If you know your target audience, you might also know the general list of their beliefs and prior assumptions. It would be useful to learn the exact ones for each visitor.
When a visitor comes to your sales page, immediately show them a pop-up with a list of these beliefs and assumptions, and ask them to choose the ones they identify the most with. Based on their answer you then display slightly different sales page – emphasizing the relevant sections to address these – to each visitor.
In each situation, there is a different optimal time for an opt in pop up to be displayed. These are influenced by many parameters like who is the audience seeing this, how long is the content, what time of day, etc.
Have an option in your pop up management software to request a test where the pop-up will be displayed at random intervals. The more conversions you have for some of the times and the less for other the system will start showing the better ones more and drop the worst performing ones.
When the recipient opens their post box, the pop-up will stand out and grab their attention. Because it’s unique and playful, they will probably not through it away and also show it to others.
Print your advertising on the paper, and have pop up boxes made from it using folding and rubber bands. Then distribute it to post boxes in your business’ local area. It should be packed flat for distribution and slid into the post box, where it will pop up (partially or fully depending on the size of the post box), and wait to be discovered.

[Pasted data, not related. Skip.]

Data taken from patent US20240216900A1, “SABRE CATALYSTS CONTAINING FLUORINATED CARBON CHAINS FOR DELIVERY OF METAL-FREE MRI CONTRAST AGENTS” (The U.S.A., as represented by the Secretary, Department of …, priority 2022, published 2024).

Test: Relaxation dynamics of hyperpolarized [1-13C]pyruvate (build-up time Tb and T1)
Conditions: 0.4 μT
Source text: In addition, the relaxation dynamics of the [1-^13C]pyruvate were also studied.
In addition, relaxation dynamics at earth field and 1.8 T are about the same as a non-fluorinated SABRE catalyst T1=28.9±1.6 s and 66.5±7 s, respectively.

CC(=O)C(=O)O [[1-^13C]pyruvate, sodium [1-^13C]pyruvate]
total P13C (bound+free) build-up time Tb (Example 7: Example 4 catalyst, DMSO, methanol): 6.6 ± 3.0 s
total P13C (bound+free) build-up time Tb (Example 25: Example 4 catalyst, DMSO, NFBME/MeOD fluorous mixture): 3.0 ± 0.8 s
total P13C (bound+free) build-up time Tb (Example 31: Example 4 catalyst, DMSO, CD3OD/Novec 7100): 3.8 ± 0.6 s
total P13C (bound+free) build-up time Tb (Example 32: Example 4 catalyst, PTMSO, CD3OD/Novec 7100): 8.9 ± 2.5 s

Help you remember the what and who of a book that is complex or you continue reading after a long break.
Have an option in ebook readers to turn on a layer of hyperlinks. These should be available to link characters and events mentioned to their origin in the book, so you can click on such a link, and it will either take you to the source so you can catch up again, or pop up a window with the original text so you can take a look, close it, and continue reading.
Help convert the ones who are just a step before buying.
When a visitor seems to be interested in an item (he spent more than average time on that page, scrolling back and forward reading, etc.), but then seemed to not buy the item and move on to something else (still on your website), you can pop up a one time offer that has a very short time limit (one minute should be more than enough.) It might say something like this: “Get XYZ for $79 instead of the usual $139 price. This offer is only good if you add it to your cart within the next 00:48 seconds.” (The time is an active countdown.) Once it’s in the cart, it should have a small text saying that the discount is only valid if they buy it during their current visit. This will help keep them from abandoning the cart and not finishing the purchase.